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I'd like to Evaluate $$\int_0^\infty \frac{x\sin x}{1+x^2}$$ The sine function makes the obvious choice $\dfrac{z \sin z}{1+z^2}$ useless since if we integrate over a semicircle sine can become large. I tried $\dfrac{ze^{iz}}{1+z^2}$ but $x\sin x$ is not the real part or imaginary part of $ze^{iz}$. I'm not sure how to choose a related function that will allow me to recover $\dfrac{x\sin x}{1+x^2}.$

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    $\begingroup$ $x\sin x$ is the imaginary part of $ze^{iz}$ along the real axis. $\endgroup$ – mrf Dec 5 '14 at 11:50
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You can use $$\sin x = \frac{e^{ix} - e^{-ix}}{2i} $$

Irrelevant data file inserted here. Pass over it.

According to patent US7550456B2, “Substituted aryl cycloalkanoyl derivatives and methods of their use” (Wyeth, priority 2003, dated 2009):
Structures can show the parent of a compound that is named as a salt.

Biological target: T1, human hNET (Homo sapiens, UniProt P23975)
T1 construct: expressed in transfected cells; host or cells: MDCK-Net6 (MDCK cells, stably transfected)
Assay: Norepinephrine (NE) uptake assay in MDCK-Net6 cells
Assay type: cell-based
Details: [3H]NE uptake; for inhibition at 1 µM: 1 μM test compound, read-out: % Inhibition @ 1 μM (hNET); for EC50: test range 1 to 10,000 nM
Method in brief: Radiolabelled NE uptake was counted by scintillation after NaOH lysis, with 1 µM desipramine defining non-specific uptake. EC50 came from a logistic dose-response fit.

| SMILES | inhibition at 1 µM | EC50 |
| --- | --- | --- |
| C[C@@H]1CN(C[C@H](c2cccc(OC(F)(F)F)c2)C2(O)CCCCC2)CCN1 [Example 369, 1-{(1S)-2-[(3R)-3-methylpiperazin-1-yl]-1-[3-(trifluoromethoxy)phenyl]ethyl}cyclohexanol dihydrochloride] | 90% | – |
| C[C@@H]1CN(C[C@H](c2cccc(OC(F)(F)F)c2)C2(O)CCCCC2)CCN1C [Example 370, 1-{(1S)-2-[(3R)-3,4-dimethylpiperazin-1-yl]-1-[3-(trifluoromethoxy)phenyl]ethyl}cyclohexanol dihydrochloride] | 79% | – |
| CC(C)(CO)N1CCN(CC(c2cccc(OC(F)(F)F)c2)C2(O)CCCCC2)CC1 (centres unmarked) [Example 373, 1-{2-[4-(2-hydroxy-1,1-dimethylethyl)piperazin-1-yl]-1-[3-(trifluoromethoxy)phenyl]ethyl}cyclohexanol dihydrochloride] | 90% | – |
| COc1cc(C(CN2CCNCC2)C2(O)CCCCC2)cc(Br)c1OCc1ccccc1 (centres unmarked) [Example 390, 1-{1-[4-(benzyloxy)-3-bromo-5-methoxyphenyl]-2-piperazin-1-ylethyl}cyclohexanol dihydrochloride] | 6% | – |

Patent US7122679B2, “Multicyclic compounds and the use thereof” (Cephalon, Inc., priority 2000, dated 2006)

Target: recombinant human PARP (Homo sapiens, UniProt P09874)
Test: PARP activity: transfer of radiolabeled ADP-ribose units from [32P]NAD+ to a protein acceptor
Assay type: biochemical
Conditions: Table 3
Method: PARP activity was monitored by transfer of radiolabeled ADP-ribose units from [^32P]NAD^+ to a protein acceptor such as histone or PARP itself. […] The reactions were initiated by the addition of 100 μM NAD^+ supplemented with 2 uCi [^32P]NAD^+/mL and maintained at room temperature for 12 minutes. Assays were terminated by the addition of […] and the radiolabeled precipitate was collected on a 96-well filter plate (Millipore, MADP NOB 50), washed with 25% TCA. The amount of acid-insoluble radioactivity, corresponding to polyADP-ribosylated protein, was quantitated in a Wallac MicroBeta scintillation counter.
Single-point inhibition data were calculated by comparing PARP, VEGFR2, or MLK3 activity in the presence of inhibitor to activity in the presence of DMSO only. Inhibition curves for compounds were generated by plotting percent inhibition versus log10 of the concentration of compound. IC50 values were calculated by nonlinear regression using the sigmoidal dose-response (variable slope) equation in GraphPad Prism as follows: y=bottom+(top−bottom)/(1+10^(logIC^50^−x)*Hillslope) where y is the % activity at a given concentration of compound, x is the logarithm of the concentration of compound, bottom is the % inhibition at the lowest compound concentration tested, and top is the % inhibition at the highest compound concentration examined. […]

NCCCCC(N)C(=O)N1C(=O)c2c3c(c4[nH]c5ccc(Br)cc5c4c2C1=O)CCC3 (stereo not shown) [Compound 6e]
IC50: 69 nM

Substitute and split the integral into two contour integrals which are easier to deal with! :-)

By the way, you can see that the integrand is an even function, so you can calculate the integral on the whole $\mathbb R$ which is easier since you only need to show that the integral over the semicircle vanishes ;-)

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An alternative approach is to use the Laplace (inverse) transform.

Since for $a,b\in\mathbb{R}^+$ we have : $$\int_{0}^{+\infty}\sin(at)e^{-bt}\,dt = \frac{a}{a^2+b^2},\qquad \int_{0}^{+\infty}\cos(at)e^{-bt}\,dt = \frac{b}{a^2+b^2},$$ it happens that:

$$\int_{0}^{+\infty}\frac{x}{1+x^2}\sin(x)\,dx = \int_{0}^{+\infty}\int_{0}^{+\infty}\cos(t)\sin(x)\,e^{-xt}\,dt\,dx,$$ so: $$\int_{0}^{+\infty}\frac{x}{1+x^2}\sin(x)\,dx = \int_{0}^{+\infty}\frac{\cos t}{1+t^2}\,dt=\frac{\pi}{2e}$$ where the last integral can be evaluated through the residue theorem.

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